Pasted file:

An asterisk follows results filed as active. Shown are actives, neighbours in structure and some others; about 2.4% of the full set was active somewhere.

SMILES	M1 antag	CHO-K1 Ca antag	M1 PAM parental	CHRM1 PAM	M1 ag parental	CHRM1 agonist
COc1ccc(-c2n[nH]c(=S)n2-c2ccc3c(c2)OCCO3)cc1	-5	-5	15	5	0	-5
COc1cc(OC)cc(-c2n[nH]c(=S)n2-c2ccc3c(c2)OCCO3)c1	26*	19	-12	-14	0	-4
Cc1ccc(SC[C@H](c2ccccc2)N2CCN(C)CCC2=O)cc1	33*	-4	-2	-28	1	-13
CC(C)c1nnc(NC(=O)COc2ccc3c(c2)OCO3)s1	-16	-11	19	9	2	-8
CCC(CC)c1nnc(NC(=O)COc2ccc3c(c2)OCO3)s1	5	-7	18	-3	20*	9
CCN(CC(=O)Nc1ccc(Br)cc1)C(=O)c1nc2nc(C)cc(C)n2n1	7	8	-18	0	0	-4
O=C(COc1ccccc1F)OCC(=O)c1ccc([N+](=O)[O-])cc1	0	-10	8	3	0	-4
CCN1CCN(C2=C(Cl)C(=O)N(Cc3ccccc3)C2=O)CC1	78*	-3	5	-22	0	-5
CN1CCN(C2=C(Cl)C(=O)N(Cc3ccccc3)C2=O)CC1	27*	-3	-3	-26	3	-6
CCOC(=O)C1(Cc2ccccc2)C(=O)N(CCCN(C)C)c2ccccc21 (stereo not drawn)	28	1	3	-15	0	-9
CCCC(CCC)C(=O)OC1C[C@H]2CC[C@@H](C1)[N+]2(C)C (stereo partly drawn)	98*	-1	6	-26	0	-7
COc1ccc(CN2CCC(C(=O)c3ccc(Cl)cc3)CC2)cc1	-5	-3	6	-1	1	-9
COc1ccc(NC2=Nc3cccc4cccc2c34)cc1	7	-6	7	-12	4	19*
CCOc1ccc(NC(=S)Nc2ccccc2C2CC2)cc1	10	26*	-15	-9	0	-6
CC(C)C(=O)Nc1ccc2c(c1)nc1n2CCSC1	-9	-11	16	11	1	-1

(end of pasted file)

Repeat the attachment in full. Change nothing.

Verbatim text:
An asterisk follows results filed as active. Shown are actives, neighbours in structure and some others; about 2.4% of the full set was active somewhere.

SMILES	M1 antag	CHO-K1 Ca antag	M1 PAM parental	CHRM1 PAM	M1 ag parental	CHRM1 agonist
COc1ccc(-c2n[nH]c(=S)n2-c2ccc3c(c2)OCCO3)cc1	-5	-5	15	5	0	-5
COc1cc(OC)cc(-c2n[nH]c(=S)n2-c2ccc3c(c2)OCCO3)c1	26*	19	-12	-14	0	-4
Cc1ccc(SC[C@H](c2ccccc2)N2CCN(C)CCC2=O)cc1	33*	-4	-2	-28	1	-13
CC(C)c1nnc(NC(=O)COc2ccc3c(c2)OCO3)s1	-16	-11	19	9	2	-8
CCC(CC)c1nnc(NC(=O)COc2ccc3c(c2)OCO3)s1	5	-7	18	-3	20*	9
CCN(CC(=O)Nc1ccc(Br)cc1)C(=O)c1nc2nc(C)cc(C)n2n1	7	8	-18	0	0	-4
O=C(COc1ccccc1F)OCC(=O)c1ccc([N+](=O)[O-])cc1	0	-10	8	3	0	-4
CCN1CCN(C2=C(Cl)C(=O)N(Cc3ccccc3)C2=O)CC1	78*	-3	5	-22	0	-5
CN1CCN(C2=C(Cl)C(=O)N(Cc3ccccc3)C2=O)CC1	27*	-3	-3	-26	3	-6
CCOC(=O)C1(Cc2ccccc2)C(=O)N(CCCN(C)C)c2ccccc21 (stereo not drawn)	28	1	3	-15	0	-9
CCCC(CCC)C(=O)OC1C[C@H]2CC[C@@H](C1)[N+]2(C)C (stereo partly drawn)	98*	-1	6	-26	0	-7
COc1ccc(CN2CCC(C(=O)c3ccc(Cl)cc3)CC2)cc1	-5	-3	6	-1	1	-9
COc1ccc(NC2=Nc3cccc4cccc2c34)cc1	7	-6	7	-12	4	19*
CCOc1ccc(NC(=S)Nc2ccccc2C2CC2)cc1	10	26*	-15	-9	0	-6
CC(C)C(=O)Nc1ccc2c(c1)nc1n2CCSC1	-9	-11	16	11	1	-1